I was a teenager in the 80s and had a dreadful fear of Reagan getting us into some kind of heavy duty war. I was 22 when Bush Sr. succeeded in starting a serious war in Iraq to boost the credentials he’d earned invading Panama. As my 20s wore on, there were wars of varying scales in the Balkans, but nothing to really presage the continuous war the US has been engaged in since 2002. Which we’ve just expanded into Syria. I’ve been listening to Rachel Maddow’s reporting on our sickening new airstrikes from ships in the Red Sea and elsewhere nearby. We apparently have amazing CentCom-released footage of Tomahawk missiles going up, but we learned our lessons from 1993: Don’t show the footage of the missiles coming down. 200 missiles in one night against multiple targets including Khorosan, a group no one’s actually discussed until now.

The dread and the horror never lessen. When we invaded Iraq in 1991, my friends and I feared for end times. We didn’t know yet that Oceania had always been at war with Eurasia, and when Bush I refrained from taking Saddam Hussein down, we could breathe deeply again. Maybe we wouldn’t be at war again for a while. The focus just shifted.

I was relatively lucky, or the US governments of my youth were rather more circumspect: while there was mandatory draft registration in place from about 1983 (ETA: The draft registration was instated by Carter as a response to the Soviet invasion of Afghanistan. Reagan opposed the draft as governor and opposed the registration in the 1980 campaign but in 1982 indicated it would stay and subsequently pursued selective service prosecutions.[Ref]), there was never a call-up. I don’t recall what the upper age limit was, 30 maybe? I could hear my mother’s relief over the phone, however, when I was no longer eligible. Clinton and the Bushes, though they waged numerous wars, knew better too than to reinstate the draft. Many things brought Nixon down (his own hubris, mainly), but the executive branch learned that a draft to fight a war on foreign soil would need far more justification than any of the recent presidents could come up with. Another blog entry will look at the evaporation of opportunities for the poor such that signing on to the military sounds like a viable proposition.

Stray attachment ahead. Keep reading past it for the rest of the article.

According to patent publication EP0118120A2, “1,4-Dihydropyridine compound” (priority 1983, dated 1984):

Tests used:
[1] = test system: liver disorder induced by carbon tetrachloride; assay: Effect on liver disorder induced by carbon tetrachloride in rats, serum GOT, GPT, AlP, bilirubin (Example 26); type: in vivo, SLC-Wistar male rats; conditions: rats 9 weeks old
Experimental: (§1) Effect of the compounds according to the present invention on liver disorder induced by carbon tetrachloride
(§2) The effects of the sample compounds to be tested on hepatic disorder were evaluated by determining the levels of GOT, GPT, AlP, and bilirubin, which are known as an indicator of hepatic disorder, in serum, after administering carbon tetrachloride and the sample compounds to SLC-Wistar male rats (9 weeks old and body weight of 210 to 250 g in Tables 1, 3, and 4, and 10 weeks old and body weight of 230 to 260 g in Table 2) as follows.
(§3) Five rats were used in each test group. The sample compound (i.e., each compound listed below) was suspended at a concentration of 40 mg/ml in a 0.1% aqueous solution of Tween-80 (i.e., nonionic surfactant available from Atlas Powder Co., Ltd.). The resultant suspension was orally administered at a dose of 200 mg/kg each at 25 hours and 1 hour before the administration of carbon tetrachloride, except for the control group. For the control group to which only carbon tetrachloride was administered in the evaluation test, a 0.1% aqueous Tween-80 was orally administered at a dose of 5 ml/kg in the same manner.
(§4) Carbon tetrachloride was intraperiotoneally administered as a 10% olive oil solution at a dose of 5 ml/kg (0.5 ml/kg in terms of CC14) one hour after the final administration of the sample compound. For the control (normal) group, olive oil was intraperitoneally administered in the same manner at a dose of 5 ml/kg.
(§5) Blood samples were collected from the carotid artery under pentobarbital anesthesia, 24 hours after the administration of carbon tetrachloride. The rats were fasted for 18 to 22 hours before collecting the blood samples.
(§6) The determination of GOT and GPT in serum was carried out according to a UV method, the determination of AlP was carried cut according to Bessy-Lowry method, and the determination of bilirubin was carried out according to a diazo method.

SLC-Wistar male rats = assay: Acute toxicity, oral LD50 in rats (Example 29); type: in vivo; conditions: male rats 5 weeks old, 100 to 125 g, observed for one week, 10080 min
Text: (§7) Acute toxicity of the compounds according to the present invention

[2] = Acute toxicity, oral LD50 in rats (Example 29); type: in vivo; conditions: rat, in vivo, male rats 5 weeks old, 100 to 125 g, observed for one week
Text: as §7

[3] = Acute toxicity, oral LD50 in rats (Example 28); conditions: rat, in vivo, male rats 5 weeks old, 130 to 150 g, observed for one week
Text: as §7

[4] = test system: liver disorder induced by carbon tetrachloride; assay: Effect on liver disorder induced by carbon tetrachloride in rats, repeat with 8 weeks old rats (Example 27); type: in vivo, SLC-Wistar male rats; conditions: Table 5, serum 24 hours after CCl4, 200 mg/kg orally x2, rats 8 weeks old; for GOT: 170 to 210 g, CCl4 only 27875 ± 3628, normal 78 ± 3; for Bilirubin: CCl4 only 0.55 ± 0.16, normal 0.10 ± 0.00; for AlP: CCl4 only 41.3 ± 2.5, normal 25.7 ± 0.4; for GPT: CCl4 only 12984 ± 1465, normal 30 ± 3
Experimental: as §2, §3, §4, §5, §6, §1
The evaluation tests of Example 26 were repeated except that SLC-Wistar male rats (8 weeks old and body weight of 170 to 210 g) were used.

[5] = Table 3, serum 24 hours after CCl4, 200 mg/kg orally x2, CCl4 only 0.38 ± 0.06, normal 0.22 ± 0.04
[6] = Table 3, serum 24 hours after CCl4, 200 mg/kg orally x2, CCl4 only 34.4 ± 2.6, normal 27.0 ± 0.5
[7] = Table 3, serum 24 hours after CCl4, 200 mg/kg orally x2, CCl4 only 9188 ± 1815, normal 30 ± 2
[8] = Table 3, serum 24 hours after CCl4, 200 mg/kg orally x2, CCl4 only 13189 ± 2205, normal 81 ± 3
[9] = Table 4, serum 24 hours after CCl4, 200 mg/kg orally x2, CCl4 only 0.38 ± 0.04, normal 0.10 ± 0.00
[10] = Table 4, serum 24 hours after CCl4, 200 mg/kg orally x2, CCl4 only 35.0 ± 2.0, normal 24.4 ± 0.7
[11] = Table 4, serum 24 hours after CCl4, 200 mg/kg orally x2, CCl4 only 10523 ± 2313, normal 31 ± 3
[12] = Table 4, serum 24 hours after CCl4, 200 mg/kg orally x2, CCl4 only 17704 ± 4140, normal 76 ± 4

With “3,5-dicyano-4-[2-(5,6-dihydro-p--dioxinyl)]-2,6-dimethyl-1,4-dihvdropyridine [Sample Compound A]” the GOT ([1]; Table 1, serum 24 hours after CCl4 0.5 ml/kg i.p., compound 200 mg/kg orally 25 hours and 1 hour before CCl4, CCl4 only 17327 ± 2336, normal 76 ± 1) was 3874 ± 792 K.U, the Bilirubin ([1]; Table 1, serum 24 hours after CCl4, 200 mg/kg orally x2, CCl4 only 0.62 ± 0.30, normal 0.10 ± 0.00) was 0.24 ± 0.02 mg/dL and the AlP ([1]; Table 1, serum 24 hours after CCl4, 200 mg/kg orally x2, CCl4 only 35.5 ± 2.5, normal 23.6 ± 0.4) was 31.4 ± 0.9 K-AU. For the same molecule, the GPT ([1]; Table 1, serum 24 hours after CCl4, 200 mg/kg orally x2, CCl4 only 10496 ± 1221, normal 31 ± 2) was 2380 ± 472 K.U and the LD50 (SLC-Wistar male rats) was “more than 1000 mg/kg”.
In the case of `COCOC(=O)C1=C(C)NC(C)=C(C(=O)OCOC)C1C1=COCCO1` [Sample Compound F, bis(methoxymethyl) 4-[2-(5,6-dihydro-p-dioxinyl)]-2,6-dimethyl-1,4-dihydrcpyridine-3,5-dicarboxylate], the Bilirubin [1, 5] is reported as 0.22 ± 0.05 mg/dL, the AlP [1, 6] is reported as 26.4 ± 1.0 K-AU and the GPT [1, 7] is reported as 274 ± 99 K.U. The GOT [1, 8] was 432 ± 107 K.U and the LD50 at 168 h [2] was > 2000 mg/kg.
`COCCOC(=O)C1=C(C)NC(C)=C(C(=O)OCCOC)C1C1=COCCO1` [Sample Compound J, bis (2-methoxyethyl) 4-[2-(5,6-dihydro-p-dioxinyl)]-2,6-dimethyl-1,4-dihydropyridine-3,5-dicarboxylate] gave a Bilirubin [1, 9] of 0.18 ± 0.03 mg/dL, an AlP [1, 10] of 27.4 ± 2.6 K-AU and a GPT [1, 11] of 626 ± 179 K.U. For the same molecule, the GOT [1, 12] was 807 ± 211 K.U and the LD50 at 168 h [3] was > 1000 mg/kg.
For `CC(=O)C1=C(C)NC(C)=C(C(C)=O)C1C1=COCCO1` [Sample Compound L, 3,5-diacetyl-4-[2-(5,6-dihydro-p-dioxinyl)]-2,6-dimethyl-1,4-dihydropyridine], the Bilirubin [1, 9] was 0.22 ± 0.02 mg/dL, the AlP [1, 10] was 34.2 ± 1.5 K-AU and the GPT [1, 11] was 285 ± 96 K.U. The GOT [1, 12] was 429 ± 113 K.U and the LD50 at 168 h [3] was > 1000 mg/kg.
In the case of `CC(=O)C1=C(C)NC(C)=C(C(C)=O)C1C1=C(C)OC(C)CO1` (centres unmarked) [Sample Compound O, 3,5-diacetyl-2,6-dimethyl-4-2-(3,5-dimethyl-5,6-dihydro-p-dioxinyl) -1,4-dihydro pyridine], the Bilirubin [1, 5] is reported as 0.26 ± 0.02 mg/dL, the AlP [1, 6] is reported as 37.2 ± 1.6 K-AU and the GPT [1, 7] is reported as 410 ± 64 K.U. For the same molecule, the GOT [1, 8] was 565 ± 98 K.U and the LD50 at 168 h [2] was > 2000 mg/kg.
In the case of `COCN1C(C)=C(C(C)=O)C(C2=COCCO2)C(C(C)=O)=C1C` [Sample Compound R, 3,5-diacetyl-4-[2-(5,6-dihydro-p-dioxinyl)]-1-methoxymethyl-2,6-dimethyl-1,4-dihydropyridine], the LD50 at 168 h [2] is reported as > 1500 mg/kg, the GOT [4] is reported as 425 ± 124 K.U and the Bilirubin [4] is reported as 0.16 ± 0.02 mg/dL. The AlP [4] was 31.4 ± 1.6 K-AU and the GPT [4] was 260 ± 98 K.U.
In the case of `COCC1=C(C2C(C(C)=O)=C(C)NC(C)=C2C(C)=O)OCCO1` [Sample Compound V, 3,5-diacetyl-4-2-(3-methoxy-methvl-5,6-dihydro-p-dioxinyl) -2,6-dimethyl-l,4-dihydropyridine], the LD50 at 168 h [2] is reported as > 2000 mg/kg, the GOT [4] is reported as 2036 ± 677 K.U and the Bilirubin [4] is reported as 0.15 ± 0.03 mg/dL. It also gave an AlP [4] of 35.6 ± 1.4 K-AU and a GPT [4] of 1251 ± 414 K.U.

So now we’re engaged in Syria. Our oil-wealthy allies in the region have lovely air forces that the US, UK, and French defence industries have sold them. And they say they’re prepared to use them to help us in the coming war. Except the ones that won’t. We haven’t armed Syria directly, at least not in a long time – that has been the job of Russia. The phrase ‘poking the bear’ comes to mind.

The rationale has been (until this new group was mentioned) that we’re hunting down and disarming ISIL. (I prefer the version of the name that refers to the Levant, given that one of the group’s rationales is to roll back the Western agreements that broke up the Levant into Syria, Lebanon, Jordan, and so on.) Like the War on Terror (or Terra, as some prescient wags have put it), there’s no end to such wars. This is, of course, how the war-making industries would like to keep it. Again.

I think that the war, from the perspective of the United States’ adversaries, has already been won. As soon as we declared a Department of Homeland Security, they knew our security had been irretrievably breached. Once we sent troops to fight on their soil and started building installations to train people they could easily recruit (Mosul, anyone?), the war was won. The Western perspective is that it has only just been re-engaged. When we go in without an exit strategy (again), they’ve won. Orwell’s insight into the Stalinist victory was that once entrenched, the new -ism could take up with its old adversaries and make as though nothing had really changed, to the benefit of each. As long as the blood of the sons and daughters of those in power wasn’t shed.

And we’re there again. We look from man to pig and from pig to man and can’t tell which is which.